On a typical Saturday night, hundreds of parents sit in front of their televisions, watching and waiting, wondering when their teens will finally get home. Meanwhile, the teens out on a Saturday night often lose track of time or forget that they even have a curfew.
When the teens finally return, the battles begin. The teens feel they should be allowed to stay out later. The parents want their teens home safe. So who's right and who's wrong?
"Teenagers are looking for independence," says Gary Chapman, author of The Five Love Languages of Teenagers (Moody Publishers, 2001). "They want social, emotional and intellectual independence.
The parents have to think not only independence, but also responsibility in order to find a middle ground to make all those involved happy."
Children want and demand independence as soon as they begin to walk. Once they master mobility, they no longer want to be carried or confined to a stroller. As they continue to grow, they learn to eat, climb stairs and dress, again demanding more independence.
It is no surprise that once a child reaches adolescence, the level of independence they seek is much higher. As a result, a middle ground must be found between what the teen wants and what the parent will allow.
Create a Contract
One of the easiest ways to find the "middle of the road" regarding curfews is for parents and teens to compare and compromise on what they both want and expect. "There should be clear guidelines that detail the responsibilities and also the consequences if a teen violates these guidelines," Chapman says. "The teen should be in on the decision of setting up these guidelines and the process should begin in the early teenage years. When it's done this way the teenager accepts it as being more fair – because they had a part in it – and it keeps the parent from overreacting when the teenager gets into trouble or breaks one of the guidelines."
Rather than acting emotionally, parents can employ the consequences they all originally agreed upon, he says.
"It's not easy trying to compromise with teens," says Carrie Eichler, a nurse and mother of three from Ashland, Ohio. "My oldest son wants more independence, but then when he realizes that more responsibilities come with it, often changes his mind. Finding an easy way to set guidelines – like curfews, rules, phone and computer times – would be wonderful. I would be willing to allow him input. After all, the rules and guidelines will affect him."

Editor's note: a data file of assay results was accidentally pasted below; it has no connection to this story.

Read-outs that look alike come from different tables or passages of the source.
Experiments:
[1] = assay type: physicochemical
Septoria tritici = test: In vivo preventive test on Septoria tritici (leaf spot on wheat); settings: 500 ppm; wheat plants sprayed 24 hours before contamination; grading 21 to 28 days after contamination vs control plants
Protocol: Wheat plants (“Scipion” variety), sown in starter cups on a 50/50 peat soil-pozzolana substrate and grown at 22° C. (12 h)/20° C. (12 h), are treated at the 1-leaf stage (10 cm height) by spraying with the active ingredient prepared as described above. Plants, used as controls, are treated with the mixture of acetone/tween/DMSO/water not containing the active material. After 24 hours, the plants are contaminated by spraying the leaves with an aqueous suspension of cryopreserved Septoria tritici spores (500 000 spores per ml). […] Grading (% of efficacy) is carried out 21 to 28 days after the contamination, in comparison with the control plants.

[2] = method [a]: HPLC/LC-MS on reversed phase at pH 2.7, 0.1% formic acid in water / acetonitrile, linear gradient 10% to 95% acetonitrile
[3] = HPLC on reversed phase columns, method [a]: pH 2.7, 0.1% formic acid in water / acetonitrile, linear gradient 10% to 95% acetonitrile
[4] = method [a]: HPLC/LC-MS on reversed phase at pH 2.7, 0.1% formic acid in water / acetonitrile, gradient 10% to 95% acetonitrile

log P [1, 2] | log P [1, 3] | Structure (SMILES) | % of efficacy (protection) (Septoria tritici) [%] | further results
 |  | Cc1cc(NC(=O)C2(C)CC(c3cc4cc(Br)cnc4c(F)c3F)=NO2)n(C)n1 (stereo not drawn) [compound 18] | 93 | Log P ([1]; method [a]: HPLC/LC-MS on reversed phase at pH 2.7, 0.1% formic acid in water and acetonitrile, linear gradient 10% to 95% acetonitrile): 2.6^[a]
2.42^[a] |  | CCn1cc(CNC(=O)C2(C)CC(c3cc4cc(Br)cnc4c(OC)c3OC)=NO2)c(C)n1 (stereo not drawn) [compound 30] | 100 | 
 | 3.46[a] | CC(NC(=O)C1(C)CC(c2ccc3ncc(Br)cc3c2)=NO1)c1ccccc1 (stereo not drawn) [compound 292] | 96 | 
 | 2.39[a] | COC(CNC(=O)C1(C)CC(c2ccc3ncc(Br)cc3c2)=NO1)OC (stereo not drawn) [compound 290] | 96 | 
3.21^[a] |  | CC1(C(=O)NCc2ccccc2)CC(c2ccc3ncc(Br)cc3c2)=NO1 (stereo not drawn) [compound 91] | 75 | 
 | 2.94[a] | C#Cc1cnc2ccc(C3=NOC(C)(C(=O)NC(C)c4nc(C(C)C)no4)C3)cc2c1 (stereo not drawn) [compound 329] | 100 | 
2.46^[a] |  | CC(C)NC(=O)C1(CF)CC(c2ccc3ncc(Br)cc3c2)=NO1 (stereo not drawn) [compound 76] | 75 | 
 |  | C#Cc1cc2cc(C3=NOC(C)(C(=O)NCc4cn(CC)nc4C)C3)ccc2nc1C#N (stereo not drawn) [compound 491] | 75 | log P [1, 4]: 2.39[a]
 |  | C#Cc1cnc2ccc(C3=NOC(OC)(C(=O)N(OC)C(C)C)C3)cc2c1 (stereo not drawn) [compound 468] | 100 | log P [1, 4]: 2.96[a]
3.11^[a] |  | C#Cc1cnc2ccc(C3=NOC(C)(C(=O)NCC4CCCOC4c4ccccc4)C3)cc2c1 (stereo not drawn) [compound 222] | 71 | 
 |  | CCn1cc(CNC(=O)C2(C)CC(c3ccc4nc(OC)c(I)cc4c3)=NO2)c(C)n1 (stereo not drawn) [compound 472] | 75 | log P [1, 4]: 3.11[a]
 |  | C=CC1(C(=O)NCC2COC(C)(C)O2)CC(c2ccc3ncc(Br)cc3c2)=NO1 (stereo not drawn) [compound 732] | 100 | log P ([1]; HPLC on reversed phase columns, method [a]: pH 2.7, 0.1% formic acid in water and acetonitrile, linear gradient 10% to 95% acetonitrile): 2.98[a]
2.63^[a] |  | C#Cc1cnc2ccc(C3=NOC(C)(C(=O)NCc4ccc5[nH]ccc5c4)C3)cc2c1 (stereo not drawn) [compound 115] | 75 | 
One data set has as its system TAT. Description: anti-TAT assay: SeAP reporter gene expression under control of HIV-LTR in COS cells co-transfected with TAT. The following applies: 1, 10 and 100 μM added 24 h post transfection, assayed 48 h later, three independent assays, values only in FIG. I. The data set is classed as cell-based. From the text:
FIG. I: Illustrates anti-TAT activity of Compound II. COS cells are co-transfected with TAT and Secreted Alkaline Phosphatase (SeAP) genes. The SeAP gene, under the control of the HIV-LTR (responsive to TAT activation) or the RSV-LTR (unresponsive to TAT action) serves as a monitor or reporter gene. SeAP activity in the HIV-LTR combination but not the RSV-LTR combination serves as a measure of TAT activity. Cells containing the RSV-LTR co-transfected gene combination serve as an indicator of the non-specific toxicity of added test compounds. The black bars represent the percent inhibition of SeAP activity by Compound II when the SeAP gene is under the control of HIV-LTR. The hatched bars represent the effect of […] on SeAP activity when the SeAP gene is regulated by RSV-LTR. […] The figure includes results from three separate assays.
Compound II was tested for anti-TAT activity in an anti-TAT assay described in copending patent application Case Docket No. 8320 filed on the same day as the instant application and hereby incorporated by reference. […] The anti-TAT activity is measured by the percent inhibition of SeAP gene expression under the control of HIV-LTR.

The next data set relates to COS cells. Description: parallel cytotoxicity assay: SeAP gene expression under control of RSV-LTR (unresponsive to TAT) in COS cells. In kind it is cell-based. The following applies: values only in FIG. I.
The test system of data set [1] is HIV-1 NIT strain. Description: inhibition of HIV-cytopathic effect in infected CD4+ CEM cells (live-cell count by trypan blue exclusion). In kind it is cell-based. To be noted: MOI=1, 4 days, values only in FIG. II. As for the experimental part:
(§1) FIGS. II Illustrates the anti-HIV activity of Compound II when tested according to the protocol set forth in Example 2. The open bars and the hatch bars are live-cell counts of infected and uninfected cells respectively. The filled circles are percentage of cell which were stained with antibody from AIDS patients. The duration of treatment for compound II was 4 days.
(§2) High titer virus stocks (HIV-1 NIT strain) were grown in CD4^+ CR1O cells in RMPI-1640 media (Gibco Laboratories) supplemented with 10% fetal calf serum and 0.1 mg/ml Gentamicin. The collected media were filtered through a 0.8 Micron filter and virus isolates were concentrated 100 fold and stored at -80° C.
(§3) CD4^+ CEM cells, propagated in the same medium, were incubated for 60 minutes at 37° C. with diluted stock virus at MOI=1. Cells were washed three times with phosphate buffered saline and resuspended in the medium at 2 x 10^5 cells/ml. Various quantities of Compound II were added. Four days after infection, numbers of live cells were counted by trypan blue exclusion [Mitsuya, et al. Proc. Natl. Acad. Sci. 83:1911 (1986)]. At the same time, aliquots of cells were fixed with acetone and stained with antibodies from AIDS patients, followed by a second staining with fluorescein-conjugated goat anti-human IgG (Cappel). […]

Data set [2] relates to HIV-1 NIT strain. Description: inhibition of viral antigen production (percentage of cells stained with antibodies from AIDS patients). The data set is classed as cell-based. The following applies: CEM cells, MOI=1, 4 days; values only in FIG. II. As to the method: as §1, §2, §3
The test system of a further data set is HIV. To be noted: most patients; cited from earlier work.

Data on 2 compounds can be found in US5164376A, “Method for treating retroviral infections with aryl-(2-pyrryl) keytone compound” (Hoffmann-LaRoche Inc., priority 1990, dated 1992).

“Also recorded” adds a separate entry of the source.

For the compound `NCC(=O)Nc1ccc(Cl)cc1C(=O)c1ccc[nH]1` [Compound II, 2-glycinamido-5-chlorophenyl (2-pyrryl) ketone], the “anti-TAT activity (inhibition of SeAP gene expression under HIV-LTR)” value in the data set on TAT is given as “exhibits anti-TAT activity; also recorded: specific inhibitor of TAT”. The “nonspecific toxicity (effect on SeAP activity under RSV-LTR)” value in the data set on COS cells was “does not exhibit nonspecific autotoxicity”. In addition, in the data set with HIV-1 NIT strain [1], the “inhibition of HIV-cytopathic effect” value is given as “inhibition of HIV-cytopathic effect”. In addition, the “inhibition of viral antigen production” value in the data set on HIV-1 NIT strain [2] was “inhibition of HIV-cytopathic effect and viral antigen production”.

Setting the Time
Actual time guidelines depend upon the teens themselves. If a child is more acceptable to rules and responsibilities, they may be able to handle the responsibility of a later curfew – such as 11 p.m. or midnight. However, a teen who avoids responsibility or who has a history of "getting in trouble" may require an earlier curfew to prevent any further incidents and to offer evidence – to both parents and themselves – that they are capable of handling the extra responsibility.
"Teens mature at different rates," Chapman says. "Parents know their teens best and should use their best judgment in setting time guidelines. However, teens should be involved in the final decision and should be allowed to 'speak their case' before a final decision is made."
"We tend to ease our way from childhood to adolescence," Chapman says. "We don't have any conversation about it. As a result, the parents have one set of ideas of what they expect of the teenager and the teen has other ideas, depending upon what their friends are doing. So it is inevitable that they are going to run into conflict over these issues."
And all that arguing usually leads to the parents losing their influence over their teenager.
"My son is always late coming home," says Laura Hess, a mother of four from Minneapolis, Minn. "I have tried grounding him, taking away the phone, computer and television, but nothing works. I always end up giving in. I know that I shouldn't, but what teen wants to be stuck in the house on a Saturday night or wants the embarrassment of not being allowed to talk on the phone? I wouldn't and I guess that makes me feel guilty."
But setting curfews for your teen does not have to become a battle. Involving him or her in the process – which allows them to know what is expected of them as well as what happens if they do not live up to their end of the bargain – can prevent unnecessary arguments or power struggles.
"Deal with curfew and all the other related areas by working out the guidelines together ... and both parents and teens will be moving in the same direction and will be on the same page," Chapman says.